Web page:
I wonder if Jakob Nielsen will have anything to say about this? I know I personally like to print out hard copy to read, either at my leisure or to just spread the pages out across a desk. I also file some of that hard copy for backup; but usually, once I've read the information and let it soak in, I'll likely trash the print version and rely on the electronically stored copy for reference.
Which brings me to the retrieval of that information. ...and things like Bo's Wikis... I'm absolutely great at filing things away; it's in the data recovery that I fall over. If I can be allowed storage in a random fashion (more or less how my brain seems to function anyway), and if I have a data retrieval system that will allow linking and a search on multiple indices, then I can be a real happy camper. That book cannot be published quickly enough for me...
Enough. That's too much thinking for a Friday. Let's try something lighter: If you didn't catch Dan Seto's Good News Story from his Thursday post, take a moment. Then take another moment. I'd say Theresa Paddock is a very lucky woman.
...and another summer bites the dust. ...at least figuratively. Today starts another semester at the local JC's extension division. I've been teaching for this outfit in one incarnation or another since 1982. I used to take on the computer class overflow, but that's ground to a halt since we added more staff. Now all I have to deal with is my main focus, the training of new minds to deal with life on the streets as Emergency Medical Technicians.
...and I just love spreading the infection we call "intensity" around a little. I figure if I can get them started with the correct mindset, they can carry it throughout their careers. I know we can teach the skill set; we have quite a group of successful students in various career paths who've come through our program. No, it's the mindset I think can make the difference between a career and just working for a living.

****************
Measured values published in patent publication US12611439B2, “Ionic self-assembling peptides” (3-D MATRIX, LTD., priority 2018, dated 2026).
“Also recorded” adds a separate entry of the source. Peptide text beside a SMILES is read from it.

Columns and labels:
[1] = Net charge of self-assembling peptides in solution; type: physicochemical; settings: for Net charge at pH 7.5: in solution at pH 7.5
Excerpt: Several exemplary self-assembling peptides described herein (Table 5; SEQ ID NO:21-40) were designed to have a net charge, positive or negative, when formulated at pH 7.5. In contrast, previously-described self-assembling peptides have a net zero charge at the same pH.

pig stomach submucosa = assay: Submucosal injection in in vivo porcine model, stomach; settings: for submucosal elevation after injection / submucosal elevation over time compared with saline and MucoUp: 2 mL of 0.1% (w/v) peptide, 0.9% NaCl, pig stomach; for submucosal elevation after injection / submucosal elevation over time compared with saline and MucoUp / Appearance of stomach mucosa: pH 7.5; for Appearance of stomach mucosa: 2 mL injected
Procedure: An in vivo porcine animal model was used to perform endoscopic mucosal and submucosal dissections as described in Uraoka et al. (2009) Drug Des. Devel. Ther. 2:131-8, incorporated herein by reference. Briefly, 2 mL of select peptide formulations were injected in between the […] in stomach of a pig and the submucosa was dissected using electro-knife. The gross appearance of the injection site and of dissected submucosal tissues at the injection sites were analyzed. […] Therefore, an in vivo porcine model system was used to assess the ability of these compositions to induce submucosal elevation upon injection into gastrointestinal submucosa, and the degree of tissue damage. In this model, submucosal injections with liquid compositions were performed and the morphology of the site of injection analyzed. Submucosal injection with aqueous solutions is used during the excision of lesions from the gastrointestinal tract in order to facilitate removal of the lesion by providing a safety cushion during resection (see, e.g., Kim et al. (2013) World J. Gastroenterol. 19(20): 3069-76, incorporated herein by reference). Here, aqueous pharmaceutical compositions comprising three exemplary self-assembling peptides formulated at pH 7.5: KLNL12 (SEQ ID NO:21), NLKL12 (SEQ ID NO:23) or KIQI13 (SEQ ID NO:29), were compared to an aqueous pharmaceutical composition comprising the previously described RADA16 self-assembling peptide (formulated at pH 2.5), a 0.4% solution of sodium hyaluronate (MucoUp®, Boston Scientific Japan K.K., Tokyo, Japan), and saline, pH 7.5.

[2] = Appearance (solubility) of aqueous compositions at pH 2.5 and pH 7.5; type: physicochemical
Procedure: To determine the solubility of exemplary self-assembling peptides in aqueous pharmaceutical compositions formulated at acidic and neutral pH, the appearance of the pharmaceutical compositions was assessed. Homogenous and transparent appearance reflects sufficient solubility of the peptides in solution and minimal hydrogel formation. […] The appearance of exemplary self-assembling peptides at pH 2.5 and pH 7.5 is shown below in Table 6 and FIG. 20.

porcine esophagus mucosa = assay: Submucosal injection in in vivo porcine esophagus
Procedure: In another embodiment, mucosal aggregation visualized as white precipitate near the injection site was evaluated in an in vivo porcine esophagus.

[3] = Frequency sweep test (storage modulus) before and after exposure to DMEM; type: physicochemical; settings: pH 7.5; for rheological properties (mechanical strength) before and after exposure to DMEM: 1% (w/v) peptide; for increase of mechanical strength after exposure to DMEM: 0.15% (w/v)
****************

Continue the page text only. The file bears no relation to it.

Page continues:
This morning I'll wander into the classroom and see what I have to work with this year. It varies so. Sometimes I have the professional career track people who are there to tread this particular step on their personal ladder. Other times it's students sampling a potential job path. Some will show up because they're just curious about the program and some are there because someone else paid for the class...
So I'll wipe up the drool from the wannabes who watched a little too much Emergency over the summer and calm down the ones who freak out when they discover that I actually expect them to show up every week and study. ...and I'll likely find a gem or two in the group who will turn out to have the talent in place to do the job.
Hey! Hi there. Happy Sunday! Waddayamean the horse I rode in on? What did the horse ever do to you? Well, other than that mess on your front lawn. ...and I really don't think he ate all those flowers. Ah well; on with it...
Class turned out okay. I have eighteen students; that's a small enough group to allow a little more interaction than the usual full class. ...and these guys seem to want to learn. Next week will be a little more telling as we find out how good their study skills are. Still, a promising start.
Short shrift mode as venerable Mom has consented to visit the homestead. She hasn't been over since the pool went in, so we'll catch the first service this morning and I'll head over to pick her up. ...after we scramble to put the house in order. It'll be fun to watch her grandkids show off for her in the pool.
...and hey, we might be once again graced by the Warlock's presence! JHR wrote in to say "... I'll be rejoining the fray with a post for Monday, 08/21. This whole Linux/"Windoze"/etc. thing needs a bit of dissent." Hmmm, I can't countenance the "chicken at midnight" ritual that he normally uses. Perhaps some chicken on the grill at high noon will smoke him out...